While some cities demand tight control over their public contests, some are finding the best strategy is to donate under-utilized public resources to community foundations that manage the competitions.  For example, in Birmingham, Alabama, the City donated a one block, city-owned surface parking lot to a community foundation, which supplied the prize money and solicited ideas for the space.  After almost 3,000 people submitted more than 1,100 ideas, the City awarded $50,000 to the creator of the best idea, a multi-use facility devoted to entertainment and social engagement.

Although public contests can be large, ambitious endeavors, small-scale competitions can also be used to create great communities.  Here in Kansas, the City of Stafford partners with the Kansas PRIDE Organization to put on a “best yard” contest. Each month, PRIDE judges the yards within the City, and each winner gets a $10.00 utility credit and a picture of their yard in the local courier. During the holidays, the City encourages residents to decorate for Christmas by offering the same utility credit to residents that have three or more strands of lights outside of their house. By making small investments in these public contests, Stafford’s city government helps create a beautiful community its citizens can be proud to be a part of.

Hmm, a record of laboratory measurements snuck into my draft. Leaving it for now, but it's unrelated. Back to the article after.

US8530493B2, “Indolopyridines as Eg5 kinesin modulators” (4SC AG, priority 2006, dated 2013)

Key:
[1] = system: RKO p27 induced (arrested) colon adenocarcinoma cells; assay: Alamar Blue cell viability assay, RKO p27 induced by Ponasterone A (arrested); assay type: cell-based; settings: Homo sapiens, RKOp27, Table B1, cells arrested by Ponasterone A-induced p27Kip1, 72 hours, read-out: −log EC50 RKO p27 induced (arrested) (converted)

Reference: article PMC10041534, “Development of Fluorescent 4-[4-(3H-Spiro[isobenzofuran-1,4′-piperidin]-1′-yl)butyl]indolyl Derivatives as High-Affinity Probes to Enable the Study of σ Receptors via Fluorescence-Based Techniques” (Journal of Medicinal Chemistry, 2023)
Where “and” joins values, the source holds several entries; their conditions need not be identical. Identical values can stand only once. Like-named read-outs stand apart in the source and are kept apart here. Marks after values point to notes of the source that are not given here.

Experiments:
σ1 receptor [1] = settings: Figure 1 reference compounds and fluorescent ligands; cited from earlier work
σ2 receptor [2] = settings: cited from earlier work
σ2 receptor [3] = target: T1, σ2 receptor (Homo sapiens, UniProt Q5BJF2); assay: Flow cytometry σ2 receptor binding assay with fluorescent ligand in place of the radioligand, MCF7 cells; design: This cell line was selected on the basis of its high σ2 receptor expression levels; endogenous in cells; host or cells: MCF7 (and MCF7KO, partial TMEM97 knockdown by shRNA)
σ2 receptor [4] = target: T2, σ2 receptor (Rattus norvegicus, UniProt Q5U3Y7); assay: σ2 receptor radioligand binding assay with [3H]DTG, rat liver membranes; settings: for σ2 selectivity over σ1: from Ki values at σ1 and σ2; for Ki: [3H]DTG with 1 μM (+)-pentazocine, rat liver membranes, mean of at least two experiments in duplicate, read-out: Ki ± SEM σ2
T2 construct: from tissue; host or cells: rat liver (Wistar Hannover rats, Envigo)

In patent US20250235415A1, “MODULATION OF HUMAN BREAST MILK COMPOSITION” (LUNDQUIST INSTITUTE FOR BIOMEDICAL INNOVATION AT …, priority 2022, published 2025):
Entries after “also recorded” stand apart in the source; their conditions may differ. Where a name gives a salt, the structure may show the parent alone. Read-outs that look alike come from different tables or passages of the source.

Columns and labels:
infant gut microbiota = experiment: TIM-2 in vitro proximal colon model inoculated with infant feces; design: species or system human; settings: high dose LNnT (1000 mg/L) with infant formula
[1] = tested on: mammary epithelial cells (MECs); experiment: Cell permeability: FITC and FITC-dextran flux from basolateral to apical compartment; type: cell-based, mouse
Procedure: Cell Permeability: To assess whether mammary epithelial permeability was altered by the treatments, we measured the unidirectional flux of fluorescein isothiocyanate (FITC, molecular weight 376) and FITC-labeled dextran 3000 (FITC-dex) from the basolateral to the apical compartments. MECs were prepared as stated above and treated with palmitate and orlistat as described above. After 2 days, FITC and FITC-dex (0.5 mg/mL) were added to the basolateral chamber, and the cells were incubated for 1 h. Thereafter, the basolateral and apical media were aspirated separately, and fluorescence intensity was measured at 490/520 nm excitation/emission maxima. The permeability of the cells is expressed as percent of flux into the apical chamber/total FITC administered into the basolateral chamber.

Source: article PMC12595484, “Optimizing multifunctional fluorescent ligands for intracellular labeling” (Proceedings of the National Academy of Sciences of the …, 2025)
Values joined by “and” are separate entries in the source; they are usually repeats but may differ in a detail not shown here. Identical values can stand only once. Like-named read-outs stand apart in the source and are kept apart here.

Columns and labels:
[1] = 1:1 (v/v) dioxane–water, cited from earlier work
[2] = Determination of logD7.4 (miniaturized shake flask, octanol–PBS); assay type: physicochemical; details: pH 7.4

The success of these public contests hasn’t been lost on national leaders. In March, 2010, the White House directed agencies to identify and carry out challenges, and asked them to address legal, regulatory, technical, and other barriers to the use of challenges and associated prizes. Shortly thereafter President Obama ordered the establishment of Challenge.gov, which “empowers the U.S. Government and the public to bring the best ideas and top talent to bear on our nation’s most pressing challenges,” (http://challenge.gov/about). The website creates forums for the public to post and vote for solutions to agency-identified issues. The top ideas receive monetary or non-monetary rewards only if the challenge is solved.  The site isn’t just a great example of how cities can organize their own contests, but many of the challenges also deal with municipal issues, so local officials should consider participating.

City residents want to live in excellent communities, but sometimes they need a nudge to contribute to their betterment. These residents aren’t just customers, they’re also assets. By using public contests to tap into their collective knowledge and skills, cities can attract jobs, find cost effective solutions to difficult issues, and increase the overall quality of life within their communities.

Michael Koss a student in the KU MPA program and serves as the Membership Services Manager for the League of Kansas Municipalities. He can be reached at mkoss@lkm.org or (785) 354-9565.